|Publication number||US7908318 B2|
|Application number||US 12/559,030|
|Publication date||Mar 15, 2011|
|Filing date||Sep 14, 2009|
|Priority date||Jun 30, 2006|
|Also published as||CN101479715A, CN101479715B, CN102682081A, CN102682081B, DE112007001417T5, US7610310, US8489678, US8949323, US9323558, US20080005171, US20100169461, US20110125878, US20140122662, US20150150008, WO2008005720A1|
|Publication number||12559030, 559030, US 7908318 B2, US 7908318B2, US-B2-7908318, US7908318 B2, US7908318B2|
|Inventors||Donald F. Cameron|
|Original Assignee||Intel Corporation|
|Export Citation||BiBTeX, EndNote, RefMan|
|Patent Citations (11), Non-Patent Citations (7), Referenced by (6), Classifications (20), Legal Events (1)|
|External Links: USPTO, USPTO Assignment, Espacenet|
This application is a continuation of prior application Ser. No. 11/479,099, filed Jun. 30, 2006.
The importance for the consumer electronic device industry to continuously strive to produce products that protect media content cannot be overstated. Currently, the owners of premium media content, such as movies, are hesitant to distribute the media content over the Internet to general purpose personal computers (PCs). One of the reasons for this hesitancy is the concern that PC end-users will redistribute the media content or otherwise violate the license terms of the media content. This is particularly true for media content that is downloaded into files. Unlike streaming, in which media content is discarded as it is played, downloaded files are stored in a file system where they are vulnerable to misuse. Content owners may use technology such as encryption and/or Digital Rights Management to address these concerns, but these schemes often are broken by determined hackers.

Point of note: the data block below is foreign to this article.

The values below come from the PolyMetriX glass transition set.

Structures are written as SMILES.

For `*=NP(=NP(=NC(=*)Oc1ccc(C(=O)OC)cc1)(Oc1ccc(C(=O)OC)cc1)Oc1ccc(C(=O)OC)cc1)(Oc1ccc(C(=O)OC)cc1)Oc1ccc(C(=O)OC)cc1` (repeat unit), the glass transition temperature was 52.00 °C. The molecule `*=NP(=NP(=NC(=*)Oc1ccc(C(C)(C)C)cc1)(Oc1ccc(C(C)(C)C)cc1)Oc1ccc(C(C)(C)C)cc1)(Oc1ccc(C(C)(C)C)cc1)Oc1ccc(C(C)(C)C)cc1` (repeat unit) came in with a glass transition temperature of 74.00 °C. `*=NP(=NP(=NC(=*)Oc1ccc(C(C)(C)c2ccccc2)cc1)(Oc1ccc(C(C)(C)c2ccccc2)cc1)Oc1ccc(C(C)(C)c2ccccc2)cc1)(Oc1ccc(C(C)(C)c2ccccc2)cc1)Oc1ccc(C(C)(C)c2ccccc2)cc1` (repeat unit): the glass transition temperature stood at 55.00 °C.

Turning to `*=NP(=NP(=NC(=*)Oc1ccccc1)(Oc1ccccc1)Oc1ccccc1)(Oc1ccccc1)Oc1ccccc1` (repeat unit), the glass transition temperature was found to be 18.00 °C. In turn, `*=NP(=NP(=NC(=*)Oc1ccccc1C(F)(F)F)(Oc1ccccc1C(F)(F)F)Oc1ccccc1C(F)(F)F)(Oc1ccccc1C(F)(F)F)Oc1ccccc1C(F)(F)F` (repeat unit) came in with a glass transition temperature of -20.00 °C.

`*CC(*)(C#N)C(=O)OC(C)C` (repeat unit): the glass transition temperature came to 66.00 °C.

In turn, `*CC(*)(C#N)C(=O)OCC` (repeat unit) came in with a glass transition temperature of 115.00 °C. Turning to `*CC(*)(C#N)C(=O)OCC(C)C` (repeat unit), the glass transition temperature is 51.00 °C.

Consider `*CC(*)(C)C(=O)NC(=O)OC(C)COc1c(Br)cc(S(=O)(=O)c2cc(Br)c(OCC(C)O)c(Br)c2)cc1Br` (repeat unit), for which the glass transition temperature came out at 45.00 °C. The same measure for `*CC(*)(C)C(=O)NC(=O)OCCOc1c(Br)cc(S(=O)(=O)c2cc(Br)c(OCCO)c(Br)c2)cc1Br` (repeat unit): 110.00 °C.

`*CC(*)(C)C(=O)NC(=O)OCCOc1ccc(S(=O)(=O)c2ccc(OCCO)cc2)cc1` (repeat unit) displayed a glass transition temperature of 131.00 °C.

The invention may be best understood by referring to the following description and accompanying drawings that are used to illustrate embodiments of the invention. In the drawings:
According to an embodiment of the invention, a method and system for the protected storage of downloaded media content via a virtualized platform are described. The invention provides a secure, closed environment in which media content or files can be stored on a general purpose PC in such a way that the media content is not accessible to end-users. Here, users are prevented from redistributing media content and reduces the risk of hacking. In addition, since media content is kept in a controlled environment it is easier to enforce policies such as deletion after the license terms have expired.
In the following description, for purposes of explanation, numerous specific details are set forth. It will be apparent, however, to one skilled in the art that embodiments of the invention can be practiced without these specific details.